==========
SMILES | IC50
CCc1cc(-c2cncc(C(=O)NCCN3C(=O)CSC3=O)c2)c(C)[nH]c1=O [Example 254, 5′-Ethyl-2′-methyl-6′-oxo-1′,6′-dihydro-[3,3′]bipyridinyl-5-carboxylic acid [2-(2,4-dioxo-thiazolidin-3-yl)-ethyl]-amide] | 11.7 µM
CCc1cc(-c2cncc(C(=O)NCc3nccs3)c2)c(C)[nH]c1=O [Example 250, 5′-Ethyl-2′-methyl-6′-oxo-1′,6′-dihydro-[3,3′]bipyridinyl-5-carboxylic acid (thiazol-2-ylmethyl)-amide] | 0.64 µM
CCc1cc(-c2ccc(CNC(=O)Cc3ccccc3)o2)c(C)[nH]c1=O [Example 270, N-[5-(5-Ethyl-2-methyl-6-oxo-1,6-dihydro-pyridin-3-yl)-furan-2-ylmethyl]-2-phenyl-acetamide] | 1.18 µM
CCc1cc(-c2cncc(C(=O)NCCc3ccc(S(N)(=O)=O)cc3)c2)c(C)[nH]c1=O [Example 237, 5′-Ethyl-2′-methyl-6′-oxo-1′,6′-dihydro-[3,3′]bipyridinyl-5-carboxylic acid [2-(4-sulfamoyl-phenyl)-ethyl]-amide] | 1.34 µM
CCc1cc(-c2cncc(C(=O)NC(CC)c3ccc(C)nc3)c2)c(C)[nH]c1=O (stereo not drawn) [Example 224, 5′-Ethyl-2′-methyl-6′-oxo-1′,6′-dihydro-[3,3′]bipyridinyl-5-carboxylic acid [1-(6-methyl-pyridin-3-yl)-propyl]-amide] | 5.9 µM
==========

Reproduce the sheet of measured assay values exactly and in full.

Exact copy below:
SMILES | IC50
CCc1cc(-c2cncc(C(=O)NCCN3C(=O)CSC3=O)c2)c(C)[nH]c1=O [Example 254, 5′-Ethyl-2′-methyl-6′-oxo-1′,6′-dihydro-[3,3′]bipyridinyl-5-carboxylic acid [2-(2,4-dioxo-thiazolidin-3-yl)-ethyl]-amide] | 11.7 µM
CCc1cc(-c2cncc(C(=O)NCc3nccs3)c2)c(C)[nH]c1=O [Example 250, 5′-Ethyl-2′-methyl-6′-oxo-1′,6′-dihydro-[3,3′]bipyridinyl-5-carboxylic acid (thiazol-2-ylmethyl)-amide] | 0.64 µM
CCc1cc(-c2ccc(CNC(=O)Cc3ccccc3)o2)c(C)[nH]c1=O [Example 270, N-[5-(5-Ethyl-2-methyl-6-oxo-1,6-dihydro-pyridin-3-yl)-furan-2-ylmethyl]-2-phenyl-acetamide] | 1.18 µM
CCc1cc(-c2cncc(C(=O)NCCc3ccc(S(N)(=O)=O)cc3)c2)c(C)[nH]c1=O [Example 237, 5′-Ethyl-2′-methyl-6′-oxo-1′,6′-dihydro-[3,3′]bipyridinyl-5-carboxylic acid [2-(4-sulfamoyl-phenyl)-ethyl]-amide] | 1.34 µM
CCc1cc(-c2cncc(C(=O)NC(CC)c3ccc(C)nc3)c2)c(C)[nH]c1=O (stereo not drawn) [Example 224, 5′-Ethyl-2′-methyl-6′-oxo-1′,6′-dihydro-[3,3′]bipyridinyl-5-carboxylic acid [1-(6-methyl-pyridin-3-yl)-propyl]-amide] | 5.9 µM